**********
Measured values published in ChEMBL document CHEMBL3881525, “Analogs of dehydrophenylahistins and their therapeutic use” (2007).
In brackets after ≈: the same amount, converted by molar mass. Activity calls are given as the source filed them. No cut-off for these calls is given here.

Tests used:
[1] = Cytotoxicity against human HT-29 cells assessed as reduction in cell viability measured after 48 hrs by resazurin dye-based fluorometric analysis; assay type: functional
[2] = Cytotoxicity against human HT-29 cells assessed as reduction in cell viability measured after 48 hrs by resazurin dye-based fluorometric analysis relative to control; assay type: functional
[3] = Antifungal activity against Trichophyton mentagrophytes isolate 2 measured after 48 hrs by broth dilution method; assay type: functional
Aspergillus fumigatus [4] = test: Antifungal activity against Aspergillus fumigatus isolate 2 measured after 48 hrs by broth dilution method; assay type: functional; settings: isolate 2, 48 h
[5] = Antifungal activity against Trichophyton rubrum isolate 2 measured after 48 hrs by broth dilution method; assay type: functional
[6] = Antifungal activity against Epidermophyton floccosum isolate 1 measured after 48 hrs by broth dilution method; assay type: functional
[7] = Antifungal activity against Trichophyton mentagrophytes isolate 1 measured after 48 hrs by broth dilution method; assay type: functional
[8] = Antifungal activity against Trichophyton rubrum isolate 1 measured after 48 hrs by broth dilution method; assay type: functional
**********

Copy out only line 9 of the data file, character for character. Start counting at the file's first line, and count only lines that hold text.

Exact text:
[6] = Antifungal activity against Epidermophyton floccosum isolate 1 measured after 48 hrs by broth dilution method; assay type: functional